I recently moved to downtown Seattle. For the past two years I have been living in the suburbs – so it is a big change! After being inspired by the new location I decided to create a city drawing tutorial for you since I have access to some open city views! Drawing a city provides some opportunities to look at big large general shapes and work on simplifying.
If you are a painter – don’t leave! This drawing tutorial will help you to build your skills in creating a realistic sense of light. Values are extremely important in painting. Working on them with paper and graphite first will help you to create better paintings. As when you understand tonal values, you will be able to create a stronger sense of light and dark as a result.
City drawing reference photo
I drew this tutorial from life – meaning that I did not draw it from a photo but from viewing the real thing in person. However, above is a photo for you to get an idea of what I was looking at. There were some changes in the weather throughout the course of my short drawing session (Seattle is notorious for its quick changing erratic weather 😉 .
Materials used for drawing a cityscape
The materials used for the tutorial are simple – a woodless artist graphite pencil and a soft Faber Castell eraser. You can see my pencil case beside the items as well. I always carry this pencil case with me – as drawing on the go is the best!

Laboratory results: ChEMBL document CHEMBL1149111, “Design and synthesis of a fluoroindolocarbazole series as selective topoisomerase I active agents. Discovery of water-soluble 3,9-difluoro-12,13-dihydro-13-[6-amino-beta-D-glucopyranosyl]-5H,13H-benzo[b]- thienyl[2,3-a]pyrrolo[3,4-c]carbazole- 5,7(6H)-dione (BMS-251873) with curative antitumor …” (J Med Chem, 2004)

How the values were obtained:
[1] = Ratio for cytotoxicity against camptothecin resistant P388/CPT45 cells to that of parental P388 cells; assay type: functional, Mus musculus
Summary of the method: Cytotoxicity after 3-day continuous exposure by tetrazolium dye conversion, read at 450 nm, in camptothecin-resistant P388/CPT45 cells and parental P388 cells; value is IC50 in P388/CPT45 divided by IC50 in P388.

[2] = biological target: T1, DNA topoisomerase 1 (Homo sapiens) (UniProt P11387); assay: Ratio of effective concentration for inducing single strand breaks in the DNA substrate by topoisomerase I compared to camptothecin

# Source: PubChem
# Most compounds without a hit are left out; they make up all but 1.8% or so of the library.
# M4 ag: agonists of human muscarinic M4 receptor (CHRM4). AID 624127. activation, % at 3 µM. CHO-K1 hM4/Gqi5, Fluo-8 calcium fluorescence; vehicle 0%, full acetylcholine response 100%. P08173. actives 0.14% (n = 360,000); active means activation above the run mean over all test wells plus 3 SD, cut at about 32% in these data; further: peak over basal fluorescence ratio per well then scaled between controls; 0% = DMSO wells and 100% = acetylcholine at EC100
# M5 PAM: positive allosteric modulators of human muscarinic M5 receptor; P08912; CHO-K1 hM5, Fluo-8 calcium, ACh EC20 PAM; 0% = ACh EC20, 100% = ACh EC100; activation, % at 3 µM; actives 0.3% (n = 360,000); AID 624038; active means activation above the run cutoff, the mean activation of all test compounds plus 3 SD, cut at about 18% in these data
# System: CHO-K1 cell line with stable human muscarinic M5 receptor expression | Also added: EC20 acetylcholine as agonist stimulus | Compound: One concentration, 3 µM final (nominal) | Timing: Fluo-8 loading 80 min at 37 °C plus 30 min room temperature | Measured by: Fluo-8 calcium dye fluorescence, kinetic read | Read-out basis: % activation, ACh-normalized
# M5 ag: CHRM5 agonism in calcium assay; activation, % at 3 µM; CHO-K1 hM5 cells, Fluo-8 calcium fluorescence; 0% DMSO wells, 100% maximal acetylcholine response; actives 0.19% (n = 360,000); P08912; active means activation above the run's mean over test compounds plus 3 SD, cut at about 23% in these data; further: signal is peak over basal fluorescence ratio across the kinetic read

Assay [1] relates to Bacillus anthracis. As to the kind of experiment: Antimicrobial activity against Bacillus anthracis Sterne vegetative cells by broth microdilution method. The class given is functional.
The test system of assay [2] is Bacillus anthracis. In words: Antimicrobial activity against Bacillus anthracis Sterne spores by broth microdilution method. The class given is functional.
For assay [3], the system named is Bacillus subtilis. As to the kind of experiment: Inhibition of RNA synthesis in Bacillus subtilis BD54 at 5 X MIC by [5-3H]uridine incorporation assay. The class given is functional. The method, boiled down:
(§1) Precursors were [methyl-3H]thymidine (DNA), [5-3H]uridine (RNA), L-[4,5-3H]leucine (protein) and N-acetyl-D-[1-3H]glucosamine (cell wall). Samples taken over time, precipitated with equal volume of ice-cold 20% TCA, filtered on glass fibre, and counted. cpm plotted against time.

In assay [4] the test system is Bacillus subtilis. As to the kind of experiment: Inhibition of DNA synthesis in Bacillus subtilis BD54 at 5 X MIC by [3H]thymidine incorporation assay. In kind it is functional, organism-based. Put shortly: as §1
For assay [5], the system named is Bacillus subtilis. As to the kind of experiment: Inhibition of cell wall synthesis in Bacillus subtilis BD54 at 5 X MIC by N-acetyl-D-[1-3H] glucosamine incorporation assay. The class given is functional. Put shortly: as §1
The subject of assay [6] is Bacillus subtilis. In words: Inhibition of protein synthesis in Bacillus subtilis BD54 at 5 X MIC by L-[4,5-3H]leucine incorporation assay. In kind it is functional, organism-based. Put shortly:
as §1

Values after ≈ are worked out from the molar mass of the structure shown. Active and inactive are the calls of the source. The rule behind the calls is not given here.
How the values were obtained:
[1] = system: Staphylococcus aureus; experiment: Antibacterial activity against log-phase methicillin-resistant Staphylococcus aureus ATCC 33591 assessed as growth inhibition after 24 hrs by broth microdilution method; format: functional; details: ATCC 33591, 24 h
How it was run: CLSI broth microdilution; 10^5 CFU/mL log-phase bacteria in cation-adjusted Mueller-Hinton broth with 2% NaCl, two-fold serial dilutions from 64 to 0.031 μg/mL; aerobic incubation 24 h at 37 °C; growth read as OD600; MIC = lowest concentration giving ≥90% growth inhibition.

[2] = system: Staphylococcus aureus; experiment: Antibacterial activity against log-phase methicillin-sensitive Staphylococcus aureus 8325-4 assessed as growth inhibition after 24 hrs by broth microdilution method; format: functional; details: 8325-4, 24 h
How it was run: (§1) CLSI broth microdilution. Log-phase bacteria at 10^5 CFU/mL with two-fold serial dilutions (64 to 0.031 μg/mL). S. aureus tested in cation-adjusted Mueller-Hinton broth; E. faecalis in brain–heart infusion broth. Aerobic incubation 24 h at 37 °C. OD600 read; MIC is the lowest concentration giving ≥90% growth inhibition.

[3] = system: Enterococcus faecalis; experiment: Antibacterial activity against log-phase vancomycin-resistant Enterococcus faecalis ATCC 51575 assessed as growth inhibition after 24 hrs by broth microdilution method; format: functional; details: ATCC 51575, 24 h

How to start your city drawing sketch
In the beginning I first focus on creating a line drawing. I want to get the placement and measurements of the building correct before moving on to creating values and tones. I start with the building that is in the center and then move outward from there.
Sketching in additional buildings
Next, I draw the buildings that are next to the first building I drew in. I use the other surrounding buildings as a guide to know where the buildings should be placed. It is always good to use surrounding elements as a measuring tool.
Completing line drawing for cityscape drawing
Before beginning with values I add a final building to the right of the other skyscrapers. This addition helps to complete the cluster of buildings.
With your drawing you want to have enough drawn out before placing some basic value structures around your drawing.
City drawing tonal value drawing tips
Now with the line drawing for the city sketch in place, we start adding some basic tonal values! I start by putting in the general shadow values on the buildings. Try not to get distracted by small details. Simply look at the big picture and draw the general light and dark values that you see.
One very helpful tonal value drawing tip, is to squint your eyes while searching for basic values! Simplifying is much harder than it may seem at first. This is one big aspect where practicing simplifying while drawing will really impact your painting skills in a good way. When you start to simplify what you see your skills improve drastically.